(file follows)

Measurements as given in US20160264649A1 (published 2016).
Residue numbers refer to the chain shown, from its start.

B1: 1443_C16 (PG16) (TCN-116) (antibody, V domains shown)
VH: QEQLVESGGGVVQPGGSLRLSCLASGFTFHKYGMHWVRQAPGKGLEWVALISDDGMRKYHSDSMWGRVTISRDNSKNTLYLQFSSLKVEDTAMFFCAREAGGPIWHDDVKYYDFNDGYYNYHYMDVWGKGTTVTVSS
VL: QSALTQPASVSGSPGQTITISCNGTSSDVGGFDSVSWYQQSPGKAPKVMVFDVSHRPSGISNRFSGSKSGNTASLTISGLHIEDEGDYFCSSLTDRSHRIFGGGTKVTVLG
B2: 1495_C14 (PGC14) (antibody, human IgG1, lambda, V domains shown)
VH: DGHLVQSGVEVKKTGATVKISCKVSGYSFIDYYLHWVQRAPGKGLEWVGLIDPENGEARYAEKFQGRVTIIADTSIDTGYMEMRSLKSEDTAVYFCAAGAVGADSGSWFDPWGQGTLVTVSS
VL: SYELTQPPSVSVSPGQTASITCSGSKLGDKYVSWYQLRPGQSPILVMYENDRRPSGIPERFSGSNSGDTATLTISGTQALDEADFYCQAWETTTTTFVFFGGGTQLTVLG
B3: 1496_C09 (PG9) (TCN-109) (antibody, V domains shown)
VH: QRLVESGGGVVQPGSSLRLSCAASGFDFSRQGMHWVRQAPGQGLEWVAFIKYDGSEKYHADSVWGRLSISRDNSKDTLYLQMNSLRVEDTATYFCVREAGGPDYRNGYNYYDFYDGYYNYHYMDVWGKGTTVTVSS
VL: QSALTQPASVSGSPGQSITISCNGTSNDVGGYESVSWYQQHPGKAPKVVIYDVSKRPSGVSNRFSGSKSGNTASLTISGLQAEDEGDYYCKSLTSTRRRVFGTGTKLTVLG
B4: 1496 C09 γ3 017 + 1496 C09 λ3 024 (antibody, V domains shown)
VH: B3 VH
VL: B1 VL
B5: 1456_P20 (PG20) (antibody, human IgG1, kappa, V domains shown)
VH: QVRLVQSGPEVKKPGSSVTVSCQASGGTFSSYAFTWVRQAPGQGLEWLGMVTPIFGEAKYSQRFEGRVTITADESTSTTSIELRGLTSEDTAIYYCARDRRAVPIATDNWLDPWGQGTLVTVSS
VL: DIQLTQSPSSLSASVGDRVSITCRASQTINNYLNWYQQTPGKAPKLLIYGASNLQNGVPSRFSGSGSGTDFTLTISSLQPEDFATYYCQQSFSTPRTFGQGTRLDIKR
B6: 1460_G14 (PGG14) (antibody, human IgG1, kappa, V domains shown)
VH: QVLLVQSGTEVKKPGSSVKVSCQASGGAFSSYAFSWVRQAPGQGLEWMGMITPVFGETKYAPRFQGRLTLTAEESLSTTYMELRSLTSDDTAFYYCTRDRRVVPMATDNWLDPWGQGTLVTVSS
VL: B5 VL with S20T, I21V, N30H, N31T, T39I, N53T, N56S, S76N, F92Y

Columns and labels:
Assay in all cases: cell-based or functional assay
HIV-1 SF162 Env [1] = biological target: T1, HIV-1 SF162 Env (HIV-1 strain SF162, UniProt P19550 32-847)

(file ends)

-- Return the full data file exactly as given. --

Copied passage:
Measurements as given in US20160264649A1 (published 2016).
Residue numbers refer to the chain shown, from its start.

B1: 1443_C16 (PG16) (TCN-116) (antibody, V domains shown)
VH: QEQLVESGGGVVQPGGSLRLSCLASGFTFHKYGMHWVRQAPGKGLEWVALISDDGMRKYHSDSMWGRVTISRDNSKNTLYLQFSSLKVEDTAMFFCAREAGGPIWHDDVKYYDFNDGYYNYHYMDVWGKGTTVTVSS
VL: QSALTQPASVSGSPGQTITISCNGTSSDVGGFDSVSWYQQSPGKAPKVMVFDVSHRPSGISNRFSGSKSGNTASLTISGLHIEDEGDYFCSSLTDRSHRIFGGGTKVTVLG
B2: 1495_C14 (PGC14) (antibody, human IgG1, lambda, V domains shown)
VH: DGHLVQSGVEVKKTGATVKISCKVSGYSFIDYYLHWVQRAPGKGLEWVGLIDPENGEARYAEKFQGRVTIIADTSIDTGYMEMRSLKSEDTAVYFCAAGAVGADSGSWFDPWGQGTLVTVSS
VL: SYELTQPPSVSVSPGQTASITCSGSKLGDKYVSWYQLRPGQSPILVMYENDRRPSGIPERFSGSNSGDTATLTISGTQALDEADFYCQAWETTTTTFVFFGGGTQLTVLG
B3: 1496_C09 (PG9) (TCN-109) (antibody, V domains shown)
VH: QRLVESGGGVVQPGSSLRLSCAASGFDFSRQGMHWVRQAPGQGLEWVAFIKYDGSEKYHADSVWGRLSISRDNSKDTLYLQMNSLRVEDTATYFCVREAGGPDYRNGYNYYDFYDGYYNYHYMDVWGKGTTVTVSS
VL: QSALTQPASVSGSPGQSITISCNGTSNDVGGYESVSWYQQHPGKAPKVVIYDVSKRPSGVSNRFSGSKSGNTASLTISGLQAEDEGDYYCKSLTSTRRRVFGTGTKLTVLG
B4: 1496 C09 γ3 017 + 1496 C09 λ3 024 (antibody, V domains shown)
VH: B3 VH
VL: B1 VL
B5: 1456_P20 (PG20) (antibody, human IgG1, kappa, V domains shown)
VH: QVRLVQSGPEVKKPGSSVTVSCQASGGTFSSYAFTWVRQAPGQGLEWLGMVTPIFGEAKYSQRFEGRVTITADESTSTTSIELRGLTSEDTAIYYCARDRRAVPIATDNWLDPWGQGTLVTVSS
VL: DIQLTQSPSSLSASVGDRVSITCRASQTINNYLNWYQQTPGKAPKLLIYGASNLQNGVPSRFSGSGSGTDFTLTISSLQPEDFATYYCQQSFSTPRTFGQGTRLDIKR
B6: 1460_G14 (PGG14) (antibody, human IgG1, kappa, V domains shown)
VH: QVLLVQSGTEVKKPGSSVKVSCQASGGAFSSYAFSWVRQAPGQGLEWMGMITPVFGETKYAPRFQGRLTLTAEESLSTTYMELRSLTSDDTAFYYCTRDRRVVPMATDNWLDPWGQGTLVTVSS
VL: B5 VL with S20T, I21V, N30H, N31T, T39I, N53T, N56S, S76N, F92Y

Columns and labels:
Assay in all cases: cell-based or functional assay
HIV-1 SF162 Env [1] = biological target: T1, HIV-1 SF162 Env (HIV-1 strain SF162, UniProt P19550 32-847)